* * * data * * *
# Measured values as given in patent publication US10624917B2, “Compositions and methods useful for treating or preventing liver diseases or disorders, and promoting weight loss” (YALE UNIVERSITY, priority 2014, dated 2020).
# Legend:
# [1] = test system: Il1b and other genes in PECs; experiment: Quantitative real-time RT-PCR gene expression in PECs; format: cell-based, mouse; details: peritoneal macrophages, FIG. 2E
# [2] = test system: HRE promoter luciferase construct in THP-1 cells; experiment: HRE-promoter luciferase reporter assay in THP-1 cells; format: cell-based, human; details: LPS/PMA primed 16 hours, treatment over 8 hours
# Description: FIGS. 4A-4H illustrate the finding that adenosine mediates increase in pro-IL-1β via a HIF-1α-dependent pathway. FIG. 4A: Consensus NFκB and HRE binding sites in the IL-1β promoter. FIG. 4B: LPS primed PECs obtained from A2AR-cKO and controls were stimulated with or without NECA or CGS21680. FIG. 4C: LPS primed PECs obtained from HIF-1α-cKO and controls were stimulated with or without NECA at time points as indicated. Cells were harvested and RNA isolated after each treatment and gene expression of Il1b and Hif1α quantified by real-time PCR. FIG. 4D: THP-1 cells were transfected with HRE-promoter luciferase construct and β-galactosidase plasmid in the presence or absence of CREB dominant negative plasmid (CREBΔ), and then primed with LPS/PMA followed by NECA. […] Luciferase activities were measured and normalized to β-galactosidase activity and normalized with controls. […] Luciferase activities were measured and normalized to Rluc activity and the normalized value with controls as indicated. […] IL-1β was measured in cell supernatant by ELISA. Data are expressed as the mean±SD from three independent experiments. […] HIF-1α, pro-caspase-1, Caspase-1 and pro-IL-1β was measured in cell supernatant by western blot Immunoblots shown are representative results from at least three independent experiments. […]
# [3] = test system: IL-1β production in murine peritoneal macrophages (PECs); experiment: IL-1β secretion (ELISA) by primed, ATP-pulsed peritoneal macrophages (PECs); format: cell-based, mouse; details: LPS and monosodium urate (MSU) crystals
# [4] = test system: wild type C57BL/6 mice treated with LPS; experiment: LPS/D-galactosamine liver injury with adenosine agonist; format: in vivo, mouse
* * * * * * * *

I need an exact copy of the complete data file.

# Measured values as given in patent publication US10624917B2, “Compositions and methods useful for treating or preventing liver diseases or disorders, and promoting weight loss” (YALE UNIVERSITY, priority 2014, dated 2020).
# Legend:
# [1] = test system: Il1b and other genes in PECs; experiment: Quantitative real-time RT-PCR gene expression in PECs; format: cell-based, mouse; details: peritoneal macrophages, FIG. 2E
# [2] = test system: HRE promoter luciferase construct in THP-1 cells; experiment: HRE-promoter luciferase reporter assay in THP-1 cells; format: cell-based, human; details: LPS/PMA primed 16 hours, treatment over 8 hours
# Description: FIGS. 4A-4H illustrate the finding that adenosine mediates increase in pro-IL-1β via a HIF-1α-dependent pathway. FIG. 4A: Consensus NFκB and HRE binding sites in the IL-1β promoter. FIG. 4B: LPS primed PECs obtained from A2AR-cKO and controls were stimulated with or without NECA or CGS21680. FIG. 4C: LPS primed PECs obtained from HIF-1α-cKO and controls were stimulated with or without NECA at time points as indicated. Cells were harvested and RNA isolated after each treatment and gene expression of Il1b and Hif1α quantified by real-time PCR. FIG. 4D: THP-1 cells were transfected with HRE-promoter luciferase construct and β-galactosidase plasmid in the presence or absence of CREB dominant negative plasmid (CREBΔ), and then primed with LPS/PMA followed by NECA. […] Luciferase activities were measured and normalized to β-galactosidase activity and normalized with controls. […] Luciferase activities were measured and normalized to Rluc activity and the normalized value with controls as indicated. […] IL-1β was measured in cell supernatant by ELISA. Data are expressed as the mean±SD from three independent experiments. […] HIF-1α, pro-caspase-1, Caspase-1 and pro-IL-1β was measured in cell supernatant by western blot Immunoblots shown are representative results from at least three independent experiments. […]
# [3] = test system: IL-1β production in murine peritoneal macrophages (PECs); experiment: IL-1β secretion (ELISA) by primed, ATP-pulsed peritoneal macrophages (PECs); format: cell-based, mouse; details: LPS and monosodium urate (MSU) crystals
# [4] = test system: wild type C57BL/6 mice treated with LPS; experiment: LPS/D-galactosamine liver injury with adenosine agonist; format: in vivo, mouse